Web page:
Nevertheless, if monocrystalline panels have an efficiency of around 15%, polycrystalline – of around 13% and thin-film – around of 6.5%, to generate 1kW of power by monocrystalline panels, you need an area of 75 sq. feet, while to generate the same power by thin-film panels you need an area of 161 sq. feet. It’s more than twice…while the size of your roof is the same!
We do not recommend you to sacrifice the solar panel efficiency for shading tolerance.
A solar panel is supposed to operate when exposed to the sun, so preventing a solar array to operate normally by intentionally shading it, does not seem a smart idea.
A crystalline solar panel can also be made shade-tolerant by using installing bypass diodes.
However, this only prevents blocking the performance of the entire panel in case of getting shaded by a leaf or a bird dropping.
Such a partially shaded panel will underperform by not delivering its rated voltage and power. Indeed, getting the rated voltage and power is possible as long as a clean panel is exposed to full sunlight.
We also recommend you not to set efficiency as your ultimate target.
Efficiency is of the utmost importance only if the space on your motorhome’s roof is really very limited. What matters most is your electricity consumption which will determine how big mobile solar panel system you need to cover your daily needs.
Once you have calculated the size of the solar power system for your case, and have determined how much space on your roof the solar array will need, it is obviously not very smart needlessly to buy the most efficient, and therefore the most expensive solar panels available.
Before adding mobile solar power to your motorhome…
During the decision making to invest or not in a mobile solar system for your motorhome, you should consider the following practical issues:
– For any solar power system, implementing energy efficiency beforehand is a must.
– Before buying solar panels for your caravan, you should check whether the solar array can be easily mounted on the roof. Sometimes, apart from the standard clips, you need additional adapters.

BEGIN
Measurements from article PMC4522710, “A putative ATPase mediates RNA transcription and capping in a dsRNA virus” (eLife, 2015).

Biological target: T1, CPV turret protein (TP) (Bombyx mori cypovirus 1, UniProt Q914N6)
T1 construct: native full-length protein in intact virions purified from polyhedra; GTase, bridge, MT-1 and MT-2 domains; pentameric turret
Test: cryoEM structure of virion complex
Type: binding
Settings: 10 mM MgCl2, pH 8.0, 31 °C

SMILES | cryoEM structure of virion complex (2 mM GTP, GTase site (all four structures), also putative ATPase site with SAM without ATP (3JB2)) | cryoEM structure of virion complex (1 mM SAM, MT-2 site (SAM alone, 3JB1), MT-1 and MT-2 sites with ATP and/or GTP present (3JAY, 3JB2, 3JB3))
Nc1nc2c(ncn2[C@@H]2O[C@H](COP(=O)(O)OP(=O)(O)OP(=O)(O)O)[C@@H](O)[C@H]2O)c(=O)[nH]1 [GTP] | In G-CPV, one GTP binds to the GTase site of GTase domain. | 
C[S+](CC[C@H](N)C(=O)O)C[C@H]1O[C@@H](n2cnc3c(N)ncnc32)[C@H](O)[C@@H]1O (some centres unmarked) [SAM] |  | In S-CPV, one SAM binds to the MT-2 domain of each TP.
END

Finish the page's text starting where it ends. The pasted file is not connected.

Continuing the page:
– If your vehicle is newly-purchased, you should check whether installing solar panels on the roof is going to void the manufacturer’s warranty.
– You cannot do without a battery.
Firstly, because you might not need all the solar-generated electricity right away. Secondly, you might need to power your appliances upon no sunlight available.
Therefore, it’s a good plan to invest in a good leisure battery and by installing solar panels on the roof of your caravan, just to get independent from the grid while on the road.
Even if your battery is sealed and maintenance free, you should mind that batteries have much shorter lifespan than solar panels.
Therefore, you should get used to regularly check the condition of your battery.
-Depending on the area you are going to camp, you should decide whether to install your solar panels on the roof or use a portable solar array.
There is one thing you should not forget – to provide maximum performance, solar panels should be exposed to full sunlight, and this is especially valid for crystalline ones.
Unlike fixed solar panels mounted on the roof, portable ones not only provide more options to park your motorhome but are also more flexible in adjusting azimuth and tilt angles.
– In case you have AC appliances to power, you need an inverter.
As a summary, solar power is great for camping, caravanning and boondocking, as it makes the feeling for freedom even stronger by providing you independence from the utility grid.
To make the right decision, matched both to your power usage and available budget, you should be well informed, so that to avoid falling in possible traps that could limit the benefits of solar power on the road.